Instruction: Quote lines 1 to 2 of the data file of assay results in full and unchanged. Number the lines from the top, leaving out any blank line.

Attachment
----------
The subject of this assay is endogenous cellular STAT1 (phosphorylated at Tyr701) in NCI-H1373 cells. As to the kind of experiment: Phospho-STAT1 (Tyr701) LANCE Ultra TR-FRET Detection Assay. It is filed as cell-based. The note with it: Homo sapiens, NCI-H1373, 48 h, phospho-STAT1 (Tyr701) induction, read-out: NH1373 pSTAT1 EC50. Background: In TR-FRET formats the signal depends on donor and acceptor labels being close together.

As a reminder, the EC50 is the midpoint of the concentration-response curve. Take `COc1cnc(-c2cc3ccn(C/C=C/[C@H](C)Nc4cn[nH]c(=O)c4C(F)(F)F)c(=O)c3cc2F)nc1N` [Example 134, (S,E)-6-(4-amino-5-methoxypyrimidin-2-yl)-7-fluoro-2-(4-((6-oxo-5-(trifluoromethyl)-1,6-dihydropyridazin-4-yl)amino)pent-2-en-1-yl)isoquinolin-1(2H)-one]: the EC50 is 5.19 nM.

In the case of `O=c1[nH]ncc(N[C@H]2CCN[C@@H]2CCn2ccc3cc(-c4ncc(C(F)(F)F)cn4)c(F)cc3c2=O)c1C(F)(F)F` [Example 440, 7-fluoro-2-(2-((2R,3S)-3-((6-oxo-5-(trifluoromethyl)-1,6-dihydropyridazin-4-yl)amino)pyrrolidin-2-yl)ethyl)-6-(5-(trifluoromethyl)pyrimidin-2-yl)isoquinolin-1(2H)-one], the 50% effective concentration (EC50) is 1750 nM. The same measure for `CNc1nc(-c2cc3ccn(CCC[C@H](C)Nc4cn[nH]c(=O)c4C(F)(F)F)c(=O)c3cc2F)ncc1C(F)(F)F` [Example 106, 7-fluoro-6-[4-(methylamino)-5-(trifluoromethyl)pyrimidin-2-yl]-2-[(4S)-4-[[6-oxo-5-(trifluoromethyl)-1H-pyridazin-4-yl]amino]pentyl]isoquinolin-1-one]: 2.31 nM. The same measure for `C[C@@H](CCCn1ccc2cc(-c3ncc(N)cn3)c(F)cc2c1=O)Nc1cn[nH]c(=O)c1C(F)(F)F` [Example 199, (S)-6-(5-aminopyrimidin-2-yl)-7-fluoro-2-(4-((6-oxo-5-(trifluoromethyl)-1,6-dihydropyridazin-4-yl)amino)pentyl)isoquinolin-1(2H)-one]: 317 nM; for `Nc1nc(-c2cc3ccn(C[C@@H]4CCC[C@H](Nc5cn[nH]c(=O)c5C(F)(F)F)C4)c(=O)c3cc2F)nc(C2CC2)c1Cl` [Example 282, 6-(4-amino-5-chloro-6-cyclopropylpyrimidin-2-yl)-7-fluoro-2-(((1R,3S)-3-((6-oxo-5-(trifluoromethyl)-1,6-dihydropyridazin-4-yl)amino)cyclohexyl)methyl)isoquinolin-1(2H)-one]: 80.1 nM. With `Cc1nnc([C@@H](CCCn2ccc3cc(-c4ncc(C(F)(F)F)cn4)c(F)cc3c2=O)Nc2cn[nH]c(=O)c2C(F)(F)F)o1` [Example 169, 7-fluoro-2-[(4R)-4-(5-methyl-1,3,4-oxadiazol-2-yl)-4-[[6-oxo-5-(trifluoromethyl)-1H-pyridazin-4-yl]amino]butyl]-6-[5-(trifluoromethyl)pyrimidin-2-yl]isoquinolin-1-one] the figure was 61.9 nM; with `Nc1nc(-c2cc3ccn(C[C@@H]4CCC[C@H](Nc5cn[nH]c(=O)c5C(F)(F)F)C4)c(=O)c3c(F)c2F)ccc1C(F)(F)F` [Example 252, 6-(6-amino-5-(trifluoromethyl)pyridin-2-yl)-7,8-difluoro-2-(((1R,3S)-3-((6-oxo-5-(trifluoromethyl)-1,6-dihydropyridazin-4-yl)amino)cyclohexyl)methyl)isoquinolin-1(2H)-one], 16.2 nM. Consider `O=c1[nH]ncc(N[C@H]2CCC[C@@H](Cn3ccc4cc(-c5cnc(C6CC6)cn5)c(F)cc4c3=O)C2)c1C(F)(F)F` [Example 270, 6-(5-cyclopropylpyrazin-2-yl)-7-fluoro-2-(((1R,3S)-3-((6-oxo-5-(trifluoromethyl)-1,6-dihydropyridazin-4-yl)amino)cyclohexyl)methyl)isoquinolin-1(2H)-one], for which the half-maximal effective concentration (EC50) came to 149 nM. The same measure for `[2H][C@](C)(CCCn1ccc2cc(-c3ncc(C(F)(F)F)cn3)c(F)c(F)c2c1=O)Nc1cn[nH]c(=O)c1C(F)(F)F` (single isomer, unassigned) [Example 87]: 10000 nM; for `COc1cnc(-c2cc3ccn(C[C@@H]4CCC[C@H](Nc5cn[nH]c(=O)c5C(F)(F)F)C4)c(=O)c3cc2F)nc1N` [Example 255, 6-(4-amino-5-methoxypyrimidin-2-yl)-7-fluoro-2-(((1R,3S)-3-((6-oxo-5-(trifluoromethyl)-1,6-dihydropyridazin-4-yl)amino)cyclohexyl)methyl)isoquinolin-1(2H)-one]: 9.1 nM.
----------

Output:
The subject of this assay is endogenous cellular STAT1 (phosphorylated at Tyr701) in NCI-H1373 cells. As to the kind of experiment: Phospho-STAT1 (Tyr701) LANCE Ultra TR-FRET Detection Assay. It is filed as cell-based. The note with it: Homo sapiens, NCI-H1373, 48 h, phospho-STAT1 (Tyr701) induction, read-out: NH1373 pSTAT1 EC50. Background: In TR-FRET formats the signal depends on donor and acceptor labels being close together.

As a reminder, the EC50 is the midpoint of the concentration-response curve. Take `COc1cnc(-c2cc3ccn(C/C=C/[C@H](C)Nc4cn[nH]c(=O)c4C(F)(F)F)c(=O)c3cc2F)nc1N` [Example 134, (S,E)-6-(4-amino-5-methoxypyrimidin-2-yl)-7-fluoro-2-(4-((6-oxo-5-(trifluoromethyl)-1,6-dihydropyridazin-4-yl)amino)pent-2-en-1-yl)isoquinolin-1(2H)-one]: the EC50 is 5.19 nM.